In a growing trend, some expat fathers in Vietnam are bucking traditional gender roles and becoming stay-at-home dads. By Ruben Luong. Photo by Fred Wissink.
When Canadian expat Brit Abbott takes his 10-month-old daughter for walks in District 7’s Phu My Hung, the reaction of many locals can be predictable.
“You get loads of unsolicited advice, mostly from Vietnamese mothers and grannies who think you’re crazy because they don’t know why you’re looking after a baby,” Abbot, 36, tells me in his apartment off of Nguyen Van Linh Street, while the pink tutu-clad Lola plays on the floor in front of us.
Abbott is recounting some of his experiences as a stay-at-home dad while his Canadian wife, Jamie, teaches English at the Canadian International School during the day.
“They tell me it’s too hot for the baby outside; the baby should have something to suck on; the baby is clearly hungry; the baby is too hot; the baby is too cold; that toy is too big; that toy is too small,” Abbot says. “I smile and say, khong sao.”
In the US, news of more men going on the “daddy track” and becoming stay-at-home fathers has been a hot topic this year in publications such as TIME, Parade and The Wall Street Journal. According to a study published in the Journal of Family Issues, 550,000 men were stay-at-home dads in the past decade — that makes up about 3.5 percent of all married couples with children and at least one spouse with a paid full-time job. In the 1970s, only about 280,000 men stayed home with their children.
Further research and more commenters claim this indicates the ushering in of a new 21st-century, stay-at-home dad, one that isn’t necessarily trying to fit the archetype of a mom, but instead develops his own spin on parenting.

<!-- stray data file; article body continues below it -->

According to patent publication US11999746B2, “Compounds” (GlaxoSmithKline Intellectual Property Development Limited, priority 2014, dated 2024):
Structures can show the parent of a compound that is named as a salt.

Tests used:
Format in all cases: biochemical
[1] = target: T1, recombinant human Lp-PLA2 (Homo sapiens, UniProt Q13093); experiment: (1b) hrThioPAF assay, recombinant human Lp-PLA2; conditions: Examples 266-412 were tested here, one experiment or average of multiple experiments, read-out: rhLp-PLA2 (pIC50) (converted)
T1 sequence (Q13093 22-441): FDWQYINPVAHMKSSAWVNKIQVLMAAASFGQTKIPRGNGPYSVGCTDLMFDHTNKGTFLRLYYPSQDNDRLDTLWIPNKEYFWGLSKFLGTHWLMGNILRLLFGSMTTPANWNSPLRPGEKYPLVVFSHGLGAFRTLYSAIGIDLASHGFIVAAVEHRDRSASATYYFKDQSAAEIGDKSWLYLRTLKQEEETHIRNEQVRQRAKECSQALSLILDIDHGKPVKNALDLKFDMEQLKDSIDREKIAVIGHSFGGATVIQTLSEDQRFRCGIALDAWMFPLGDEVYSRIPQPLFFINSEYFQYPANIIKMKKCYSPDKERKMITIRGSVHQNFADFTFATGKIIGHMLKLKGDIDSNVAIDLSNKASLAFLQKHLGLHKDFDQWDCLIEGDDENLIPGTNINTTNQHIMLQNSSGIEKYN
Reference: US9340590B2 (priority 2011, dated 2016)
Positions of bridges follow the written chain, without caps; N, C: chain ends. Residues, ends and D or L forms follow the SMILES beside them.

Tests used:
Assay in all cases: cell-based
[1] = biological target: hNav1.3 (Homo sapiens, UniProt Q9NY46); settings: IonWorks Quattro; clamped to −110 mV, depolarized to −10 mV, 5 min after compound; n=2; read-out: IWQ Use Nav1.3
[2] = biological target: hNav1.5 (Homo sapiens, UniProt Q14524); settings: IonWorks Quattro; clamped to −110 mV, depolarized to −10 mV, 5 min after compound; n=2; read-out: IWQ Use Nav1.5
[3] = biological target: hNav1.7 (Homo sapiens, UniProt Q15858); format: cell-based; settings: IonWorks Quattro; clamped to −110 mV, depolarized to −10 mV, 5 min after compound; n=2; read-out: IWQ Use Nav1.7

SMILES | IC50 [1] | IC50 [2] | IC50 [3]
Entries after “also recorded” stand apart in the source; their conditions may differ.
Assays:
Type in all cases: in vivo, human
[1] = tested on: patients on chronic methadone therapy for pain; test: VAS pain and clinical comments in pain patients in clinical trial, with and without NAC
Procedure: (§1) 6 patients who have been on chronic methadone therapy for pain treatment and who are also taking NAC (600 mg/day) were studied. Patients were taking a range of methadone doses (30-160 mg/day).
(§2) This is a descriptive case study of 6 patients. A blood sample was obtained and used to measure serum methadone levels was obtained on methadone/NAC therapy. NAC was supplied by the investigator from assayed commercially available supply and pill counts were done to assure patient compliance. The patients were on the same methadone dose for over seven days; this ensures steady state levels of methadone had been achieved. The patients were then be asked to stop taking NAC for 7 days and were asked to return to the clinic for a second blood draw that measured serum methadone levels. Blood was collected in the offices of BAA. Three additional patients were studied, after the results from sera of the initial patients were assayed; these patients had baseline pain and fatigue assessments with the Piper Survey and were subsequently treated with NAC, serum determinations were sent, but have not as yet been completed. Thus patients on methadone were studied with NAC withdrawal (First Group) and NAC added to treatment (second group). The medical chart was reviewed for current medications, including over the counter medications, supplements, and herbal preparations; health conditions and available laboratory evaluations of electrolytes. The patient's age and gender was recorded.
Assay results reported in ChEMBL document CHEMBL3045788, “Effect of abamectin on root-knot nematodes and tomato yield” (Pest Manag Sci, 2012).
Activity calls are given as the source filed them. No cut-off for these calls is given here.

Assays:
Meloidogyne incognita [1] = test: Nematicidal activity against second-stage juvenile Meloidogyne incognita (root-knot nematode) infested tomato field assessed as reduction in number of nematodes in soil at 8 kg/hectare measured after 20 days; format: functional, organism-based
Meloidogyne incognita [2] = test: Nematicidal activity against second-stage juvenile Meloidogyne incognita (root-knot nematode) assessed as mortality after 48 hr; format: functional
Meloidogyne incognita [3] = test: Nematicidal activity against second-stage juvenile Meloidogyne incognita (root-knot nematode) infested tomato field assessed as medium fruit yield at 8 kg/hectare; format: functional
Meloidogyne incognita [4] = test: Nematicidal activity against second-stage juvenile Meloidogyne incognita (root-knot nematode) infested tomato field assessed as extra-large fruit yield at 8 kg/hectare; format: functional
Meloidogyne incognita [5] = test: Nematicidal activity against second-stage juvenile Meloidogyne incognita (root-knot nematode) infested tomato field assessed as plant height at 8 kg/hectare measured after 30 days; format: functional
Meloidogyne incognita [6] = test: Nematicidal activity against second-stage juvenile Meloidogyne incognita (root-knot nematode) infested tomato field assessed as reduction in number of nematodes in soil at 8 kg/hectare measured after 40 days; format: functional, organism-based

The trend seems to be catching on in Phu My Hung, where many expat families already live or relocate to for its convenient living resources, fresher air, baby cafes and play centres.
Abbott and his wife have been in Vietnam for eight years, two and a half of them in Phu My Hung. Abbott had worked at VAS English language centre for seven years but decided to quit last year in order to take care of Lola and accommodate his wife’s work schedule at the time. Now, he works in the evenings after 6pm at VUS.
“For five years I taught grades one through five and two years in kindergarten, so that kind of got me in the flow of very young kids,” Abbott says.
Scottish expat David Oakley is another father who has gotten on the daddy track. The 36 year old, lives with his wife, Anya, 31, and their 11-month-old daughter, Lily, in the same complex as Abbott. Like Abbott, Oakley takes care of Lily during the day. The two fathers also know each other through VUS, where Oakley had previously worked but quit in order to take on private tutoring and online distance learning courses to get his master’s in teaching English.
“I think my perception of being a father was different,” Oakley tells me. “I thought I would be very good because I was a teacher. I could teach my daughter about life. But right now it’s about management, about organising your life and time, just to shepherd her and make sure she’s not going to hurt herself.”
In many cultures, especially Vietnam, the husband is still expected to be the breadwinner. But among Ho Chi Minh City’s expats, particularly those with teaching jobs in the city that stray from standard work hours in Vietnam, this traditional family formula is not always a realistic option.
“When we discovered Anya was pregnant and when we had the baby, we were both working full time,” Oakley says. “I went to work and Anya had maternity leave. She stayed with the baby for about three months and I was working full time and discovered it was stressful for Anya, so I didn’t work so much.”
He enjoyed his job teaching, but he didn’t mind the change and accepted it as the next stage of his life with no remorse.
“My father spent most of his time working when he was bringing us up, but I see a lot of fathers around this area now who are taking more of an active interest in their children,” he says. “It’s the way that life is, the way the world is developing. We’re sharing more of the responsibilities in the world.”
As a way to make their lives easier, Abbott, Oakley, and another mutual friend, Gus, a fellow stay-at-home dad who moved from Phu My Hung to teach kindergarten in Nha Be District, have formed a support group. They all found themselves with children, in the same situations, and at the same time, so it seemed like the natural thing to do. But of course stay-at-home dads need time apart from the kids, too. Sometimes they try to get away by playing table tennis or cards together, or go to The Tavern for quick drinks while locals help look after their children.
“We try to keep the annoying parental chatter to a minimum, but it’s gotta come out sometimes,” Abbott says. “You can’t help it, it doesn’t matter how cool you try to play it.”